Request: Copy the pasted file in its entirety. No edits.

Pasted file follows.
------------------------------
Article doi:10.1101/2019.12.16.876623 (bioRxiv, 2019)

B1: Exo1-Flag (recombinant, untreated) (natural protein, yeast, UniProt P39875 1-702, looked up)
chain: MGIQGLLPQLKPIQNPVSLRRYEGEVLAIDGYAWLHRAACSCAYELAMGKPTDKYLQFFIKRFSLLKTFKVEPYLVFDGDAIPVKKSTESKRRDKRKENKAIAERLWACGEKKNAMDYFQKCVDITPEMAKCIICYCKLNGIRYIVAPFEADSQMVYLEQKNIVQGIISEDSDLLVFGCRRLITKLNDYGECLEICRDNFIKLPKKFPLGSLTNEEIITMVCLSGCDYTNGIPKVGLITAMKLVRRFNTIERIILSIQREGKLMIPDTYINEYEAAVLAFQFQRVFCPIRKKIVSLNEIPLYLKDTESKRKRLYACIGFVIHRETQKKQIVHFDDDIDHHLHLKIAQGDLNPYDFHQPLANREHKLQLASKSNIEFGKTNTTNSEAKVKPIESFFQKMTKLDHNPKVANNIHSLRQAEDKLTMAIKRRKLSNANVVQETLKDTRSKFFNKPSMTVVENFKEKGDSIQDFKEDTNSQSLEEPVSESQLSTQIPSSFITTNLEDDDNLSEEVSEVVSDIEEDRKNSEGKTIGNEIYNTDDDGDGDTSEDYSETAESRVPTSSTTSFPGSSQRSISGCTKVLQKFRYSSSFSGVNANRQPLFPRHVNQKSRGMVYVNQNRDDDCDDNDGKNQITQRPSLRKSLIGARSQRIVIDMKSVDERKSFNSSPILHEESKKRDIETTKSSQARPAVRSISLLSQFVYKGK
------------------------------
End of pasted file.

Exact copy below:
Article doi:10.1101/2019.12.16.876623 (bioRxiv, 2019)

B1: Exo1-Flag (recombinant, untreated) (natural protein, yeast, UniProt P39875 1-702, looked up)
chain: MGIQGLLPQLKPIQNPVSLRRYEGEVLAIDGYAWLHRAACSCAYELAMGKPTDKYLQFFIKRFSLLKTFKVEPYLVFDGDAIPVKKSTESKRRDKRKENKAIAERLWACGEKKNAMDYFQKCVDITPEMAKCIICYCKLNGIRYIVAPFEADSQMVYLEQKNIVQGIISEDSDLLVFGCRRLITKLNDYGECLEICRDNFIKLPKKFPLGSLTNEEIITMVCLSGCDYTNGIPKVGLITAMKLVRRFNTIERIILSIQREGKLMIPDTYINEYEAAVLAFQFQRVFCPIRKKIVSLNEIPLYLKDTESKRKRLYACIGFVIHRETQKKQIVHFDDDIDHHLHLKIAQGDLNPYDFHQPLANREHKLQLASKSNIEFGKTNTTNSEAKVKPIESFFQKMTKLDHNPKVANNIHSLRQAEDKLTMAIKRRKLSNANVVQETLKDTRSKFFNKPSMTVVENFKEKGDSIQDFKEDTNSQSLEEPVSESQLSTQIPSSFITTNLEDDDNLSEEVSEVVSDIEEDRKNSEGKTIGNEIYNTDDDGDGDTSEDYSETAESRVPTSSTTSFPGSSQRSISGCTKVLQKFRYSSSFSGVNANRQPLFPRHVNQKSRGMVYVNQNRDDDCDDNDGKNQITQRPSLRKSLIGARSQRIVIDMKSVDERKSFNSSPILHEESKKRDIETTKSSQARPAVRSISLLSQFVYKGK